87 [19:22] <mterry> It's really easy to handle these signals
  88 [19:22] <mterry> Let's say you want to handle a menu item press in your main window
  89 [19:22] <mterry> You first note what the menu item is called in Glade
  90 [19:22] <mterry> You can check this from the widget tree in the upper right
  91 [19:22] <mterry> Remember that name
  92 [19:23] <mterry> Now in the code, you can add a new function named like:
  93 [19:23] <mterry> def on_menuitem1_activated(self, widget, data=None):
  94 [19:23] <mterry> and inside that function, add the code that should happen when the menu item is pressed
  95 [19:24] <mterry> Quickly already provides some code for common menu items like Quit and About, but not all of the default menu items have code already
  96 [19:24] <mterry> In Ubuntu 10.10, you'll also need to go into Glade and point it at your new function
  97 [19:24] <mterry> There is a "Signals" tab in the bottom right
  98 [19:24] <mterry> And go there and enter the name of the function you just created next to the "clicked" signal
  99 [19:25] <mterry> In Ubuntu 11.04, Quickly can do this for you, as long as you name it like above: on_WIDGET_SIGNAL
 100 [19:25] <mterry> So a "clicked" signal on "button1" would be on_button1_clicked
 101 [19:25]  * mterry pauses for a sec.  Any questions?
 102 [19:26] <ClassBot> hobbsc asked: Is quickly generating gtk2 or 3?
 103 [19:26] <mterry> hobbsc, GTK 2 for now.  I'd like to move it to 3 next cycle
 104 [19:27] <mterry> But in keeping with using the recommended tools, GTK 2 is still the default toolkit for Ubuntu 11.04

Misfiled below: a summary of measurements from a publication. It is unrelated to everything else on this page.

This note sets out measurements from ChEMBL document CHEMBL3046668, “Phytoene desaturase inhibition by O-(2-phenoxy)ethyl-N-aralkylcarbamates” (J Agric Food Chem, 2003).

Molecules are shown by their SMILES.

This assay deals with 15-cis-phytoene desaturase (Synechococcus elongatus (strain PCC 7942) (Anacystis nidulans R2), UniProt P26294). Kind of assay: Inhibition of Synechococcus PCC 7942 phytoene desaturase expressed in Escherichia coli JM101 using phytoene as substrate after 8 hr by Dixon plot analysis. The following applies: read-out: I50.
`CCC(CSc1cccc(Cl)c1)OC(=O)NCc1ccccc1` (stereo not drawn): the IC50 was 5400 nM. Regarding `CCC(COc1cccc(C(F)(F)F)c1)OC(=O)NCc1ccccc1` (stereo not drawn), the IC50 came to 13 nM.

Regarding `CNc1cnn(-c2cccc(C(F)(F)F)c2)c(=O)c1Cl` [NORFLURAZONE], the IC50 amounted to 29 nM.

105 [19:27] <mterry> I believe Ubuntu will be ported to 3 next cycle, so Quickly should move along with it
 106 [19:27] <mterry> OK.  So if you want to edit the code that Quickly makes
 107 [19:28] <mterry> incorrect, asked about PyGI vs PyGTK
 108 [19:28] <mterry> PyGTK won't support GTK 3, so we'd have to move to PyGI at the same time.  Quickly doesn't currently use PyGI
 109 [19:29] <mterry> So if you want to edit the code, you can just open up the test_project folder in your project and look at all the code.  Or run "quickly edit"
 110 [19:30] <mterry> You'll see for example that your main TestProjectWindow class has a function "finish_initializing".  This is the recommended hook for inserting your own startup code
 111 [19:30] <mterry> In Ubuntu 11.04, there will be a test_project_lib folder that contains code that Quickly "owns" and it isn't recommended you touch it.  But you can take or leave the code there yourself.  There will be one entry point in the main TestProjectWindow class that you control
 112 [19:31] <mterry> So let me talk about debugging real briefly
 113 [19:31] <mterry> The usual recommended method is just adding print statements and seeing what effect that has.  :)
 114 [19:31] <mterry> It's quick, dirty, and easy
 115 [19:32] <mterry> If you are interested in more comprehensive debugging, especially if you want to be able to ask your users for log files, you can use the logging framework
 116 [19:32] <mterry> The sample code Quickly makes does that, so you can see code examples
 117 [19:32] <mterry> It by default won't spit out messages unless you're running your app in verbose mode
 118 [19:32] <mterry> Or if you're debugging something very complicated, you can use pdb, which is a python debugger
 119 [19:33] <mterry> It's a bit difficult to use, so I just recommend using print statements
 120 [19:33] <mterry> Oh, I forgot!  If you want to run your app after you close it, use "quickly run"
 121 [19:33] <mterry> And "quickly help" should give you a list of commands
 122 [19:34] <mterry> So now we come to the exciting stuff.  So far, Quickly has just been a jump-start to your app development
 123 [19:34] <mterry> But it also integrates with Launchpad to help you publish, share, and maintain your software
 124 [19:35] <mterry> For example, it keeps your code in bzr and you can save your changes with "quickly save"
 125 [19:35] <mterry> Or if you have a Launchpad project, it can upload tarballs and make announcements